Venice film festival opens with show of support for battered industry

VENICE, Sept 2- The heads of Europe’s main film festivals came together for the opening of the Venice movie showcase on Wednesday in a show of solidarity for an industry which has been hit hard by the coronavirus pandemic. The director of the Cannes festival, the world’s biggest, and his counterparts for the Berlin, Rotterdam, San Sebastian, Locarno, Karlovy Vary and…

VENICE, Sept 2 (Reuters) – The heads of Europe’s main film

festivals came together for the opening of the Venice movie

showcase on Wednesday in a show of solidarity for an industry

which has been hit hard by the coronavirus pandemic.

The director of the Cannes festival, the world’s biggest,and his counterparts for the Berlin, Rotterdam, San Sebastian,Locarno, Karlovy Vary and London film festivals made the trip toVenice for the first such international event to take placesince the health crisis all but shut down the movie world.

“It’s not for us, everything that we’re doing and are tryingto do… It’s for the work, it’s for the films, it’s for thedirectors,” said Cannes chief Thierry Fremaux, whose ownfestival could not go ahead as planned earlier this year.

“During our conversation in March, all of us, felt the greatsolitude of the artists, who also wondered what would happen. Somuch filming stopped, lots of releases were cancelled and thevery idea that the festival could go on, while cinemas wereclosed … did them some good.”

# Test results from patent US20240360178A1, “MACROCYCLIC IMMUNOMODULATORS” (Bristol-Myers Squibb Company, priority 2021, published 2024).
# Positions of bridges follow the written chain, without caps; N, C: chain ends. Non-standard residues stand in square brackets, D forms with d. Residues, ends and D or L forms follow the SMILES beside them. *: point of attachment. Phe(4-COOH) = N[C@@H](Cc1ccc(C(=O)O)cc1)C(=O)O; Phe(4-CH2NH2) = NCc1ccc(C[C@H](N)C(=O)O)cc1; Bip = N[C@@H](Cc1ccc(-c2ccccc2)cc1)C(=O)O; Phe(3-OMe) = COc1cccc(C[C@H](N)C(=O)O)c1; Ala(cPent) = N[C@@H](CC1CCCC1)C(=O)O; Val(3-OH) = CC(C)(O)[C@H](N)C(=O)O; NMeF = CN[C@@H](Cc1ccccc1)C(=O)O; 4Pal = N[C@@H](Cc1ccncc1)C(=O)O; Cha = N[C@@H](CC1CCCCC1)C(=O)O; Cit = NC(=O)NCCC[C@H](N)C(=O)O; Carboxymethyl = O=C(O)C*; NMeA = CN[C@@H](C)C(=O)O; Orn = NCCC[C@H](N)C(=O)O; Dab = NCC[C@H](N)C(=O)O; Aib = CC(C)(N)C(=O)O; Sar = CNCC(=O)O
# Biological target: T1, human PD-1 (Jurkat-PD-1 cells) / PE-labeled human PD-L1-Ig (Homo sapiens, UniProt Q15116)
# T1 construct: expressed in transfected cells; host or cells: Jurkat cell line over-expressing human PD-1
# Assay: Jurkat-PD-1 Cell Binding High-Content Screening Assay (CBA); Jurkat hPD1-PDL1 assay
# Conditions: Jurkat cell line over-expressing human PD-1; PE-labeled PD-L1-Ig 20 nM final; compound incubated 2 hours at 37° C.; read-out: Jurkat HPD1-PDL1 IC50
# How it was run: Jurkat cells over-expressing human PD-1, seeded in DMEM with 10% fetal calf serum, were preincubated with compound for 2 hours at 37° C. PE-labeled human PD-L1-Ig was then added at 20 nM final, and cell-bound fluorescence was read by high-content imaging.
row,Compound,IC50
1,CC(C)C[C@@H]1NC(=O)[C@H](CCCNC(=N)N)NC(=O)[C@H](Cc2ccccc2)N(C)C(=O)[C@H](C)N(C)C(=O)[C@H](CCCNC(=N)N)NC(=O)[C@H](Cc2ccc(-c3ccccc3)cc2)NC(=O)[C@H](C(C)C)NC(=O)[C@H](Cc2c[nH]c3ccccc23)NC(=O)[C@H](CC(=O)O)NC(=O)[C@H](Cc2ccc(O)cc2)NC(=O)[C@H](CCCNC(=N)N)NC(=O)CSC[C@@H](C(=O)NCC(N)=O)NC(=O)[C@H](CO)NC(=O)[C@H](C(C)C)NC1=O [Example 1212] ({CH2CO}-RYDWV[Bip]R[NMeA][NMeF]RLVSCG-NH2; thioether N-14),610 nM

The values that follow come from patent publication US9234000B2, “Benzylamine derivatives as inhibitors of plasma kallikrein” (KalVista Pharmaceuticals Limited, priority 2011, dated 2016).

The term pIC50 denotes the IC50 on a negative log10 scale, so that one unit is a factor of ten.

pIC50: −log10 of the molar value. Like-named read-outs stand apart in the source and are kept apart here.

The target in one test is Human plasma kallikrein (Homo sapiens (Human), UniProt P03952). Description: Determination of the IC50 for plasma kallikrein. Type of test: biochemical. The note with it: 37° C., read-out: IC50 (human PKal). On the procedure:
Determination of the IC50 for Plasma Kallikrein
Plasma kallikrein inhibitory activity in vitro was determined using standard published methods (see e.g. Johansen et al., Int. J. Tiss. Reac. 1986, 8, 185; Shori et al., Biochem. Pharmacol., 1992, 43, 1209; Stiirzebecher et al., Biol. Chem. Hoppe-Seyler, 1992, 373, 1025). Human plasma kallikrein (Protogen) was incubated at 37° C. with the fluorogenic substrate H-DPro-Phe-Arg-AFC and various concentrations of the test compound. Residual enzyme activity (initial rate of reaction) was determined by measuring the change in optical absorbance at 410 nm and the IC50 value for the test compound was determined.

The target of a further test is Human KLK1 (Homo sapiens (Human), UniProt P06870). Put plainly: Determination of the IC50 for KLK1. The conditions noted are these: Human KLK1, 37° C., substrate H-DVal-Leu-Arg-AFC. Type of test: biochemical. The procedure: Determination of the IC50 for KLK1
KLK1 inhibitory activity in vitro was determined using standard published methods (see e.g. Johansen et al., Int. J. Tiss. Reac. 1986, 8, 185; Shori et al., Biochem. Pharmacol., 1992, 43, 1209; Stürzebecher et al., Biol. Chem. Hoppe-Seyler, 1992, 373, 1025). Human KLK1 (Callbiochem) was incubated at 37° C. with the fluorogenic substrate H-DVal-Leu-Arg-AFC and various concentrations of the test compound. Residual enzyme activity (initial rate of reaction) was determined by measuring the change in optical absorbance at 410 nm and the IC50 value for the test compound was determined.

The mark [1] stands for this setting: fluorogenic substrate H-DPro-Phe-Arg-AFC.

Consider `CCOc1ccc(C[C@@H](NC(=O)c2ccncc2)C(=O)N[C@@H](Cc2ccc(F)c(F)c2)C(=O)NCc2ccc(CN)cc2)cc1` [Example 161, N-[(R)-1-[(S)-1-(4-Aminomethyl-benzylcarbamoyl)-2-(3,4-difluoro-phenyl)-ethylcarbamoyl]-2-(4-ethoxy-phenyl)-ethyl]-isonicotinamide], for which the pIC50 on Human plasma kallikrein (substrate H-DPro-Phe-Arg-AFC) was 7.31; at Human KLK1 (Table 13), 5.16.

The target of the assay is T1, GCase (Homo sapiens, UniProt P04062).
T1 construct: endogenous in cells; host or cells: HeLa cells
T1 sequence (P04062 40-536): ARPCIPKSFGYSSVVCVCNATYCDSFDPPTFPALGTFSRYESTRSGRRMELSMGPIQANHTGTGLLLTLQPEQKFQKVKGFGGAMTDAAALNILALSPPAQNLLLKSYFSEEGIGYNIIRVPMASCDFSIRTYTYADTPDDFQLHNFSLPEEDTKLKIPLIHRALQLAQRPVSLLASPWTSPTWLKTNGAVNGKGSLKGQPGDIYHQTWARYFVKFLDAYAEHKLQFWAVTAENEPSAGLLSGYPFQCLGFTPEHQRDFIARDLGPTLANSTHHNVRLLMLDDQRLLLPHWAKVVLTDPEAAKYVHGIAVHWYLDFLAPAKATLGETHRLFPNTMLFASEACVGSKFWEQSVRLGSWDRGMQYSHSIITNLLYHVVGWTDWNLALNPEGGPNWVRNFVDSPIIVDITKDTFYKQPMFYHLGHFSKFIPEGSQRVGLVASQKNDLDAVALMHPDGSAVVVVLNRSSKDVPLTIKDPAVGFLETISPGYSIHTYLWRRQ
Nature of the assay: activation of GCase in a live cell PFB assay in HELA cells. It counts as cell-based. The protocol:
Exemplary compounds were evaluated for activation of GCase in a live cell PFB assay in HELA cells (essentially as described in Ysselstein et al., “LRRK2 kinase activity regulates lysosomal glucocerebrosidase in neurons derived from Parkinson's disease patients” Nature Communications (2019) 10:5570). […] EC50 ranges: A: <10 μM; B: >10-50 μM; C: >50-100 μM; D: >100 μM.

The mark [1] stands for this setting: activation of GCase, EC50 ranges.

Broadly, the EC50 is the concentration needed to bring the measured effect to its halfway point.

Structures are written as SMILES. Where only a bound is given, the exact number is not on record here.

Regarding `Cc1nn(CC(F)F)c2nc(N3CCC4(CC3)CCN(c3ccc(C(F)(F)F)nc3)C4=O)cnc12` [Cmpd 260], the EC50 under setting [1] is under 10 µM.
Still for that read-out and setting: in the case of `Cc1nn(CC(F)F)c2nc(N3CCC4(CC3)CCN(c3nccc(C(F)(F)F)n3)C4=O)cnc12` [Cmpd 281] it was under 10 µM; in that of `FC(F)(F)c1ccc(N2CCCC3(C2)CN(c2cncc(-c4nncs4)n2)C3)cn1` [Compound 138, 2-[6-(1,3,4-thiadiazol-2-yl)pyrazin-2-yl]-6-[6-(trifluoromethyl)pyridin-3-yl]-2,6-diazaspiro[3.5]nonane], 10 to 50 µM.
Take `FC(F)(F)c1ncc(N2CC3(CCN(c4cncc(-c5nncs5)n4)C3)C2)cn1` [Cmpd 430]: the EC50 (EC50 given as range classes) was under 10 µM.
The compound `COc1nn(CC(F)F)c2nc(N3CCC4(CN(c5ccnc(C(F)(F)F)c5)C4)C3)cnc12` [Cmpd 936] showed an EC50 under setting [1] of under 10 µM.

Australian actress Cate Blanchett, who heads theprize-awarding jury in Venice this year, said she also wanted toshow support for film-makers who had to complete their movies inchallenging circumstances.

“It’s so great that there’s so many heads of festivals allover the world coming to support Venice and realising that, infact, it’s … supporting various different facets of the sameindustry,” she said.

“I think it feels very collegiate, actually, in a way thatmaybe it hasn’t before. Less territorial.”

Film festivals are often in informal competition to show themost hotly-anticipated new releases.

Blanchett and Venice director Alberto Barbera highlightedthe growth of streaming platforms during months of lockdown andthe negative effect this could have on cinemas.

“Today we risk going towards a progressive reduction of therole of movie theatres,” said Barbera.

With coronavirus cases rising again in Italy and elsewhere,a strict safety protocol has been put in place, including thewearing of face masks while watching films.

There are 18 titles competing for this year’s Golden Lionaward for best film – fewer than usual. The top prize is due tobe handed out when the festival ends on September 12.(Reporting by Hanna Rantala and Sarah Mills, writing by SilviaAloisi, editing by Alexandra Hudson)

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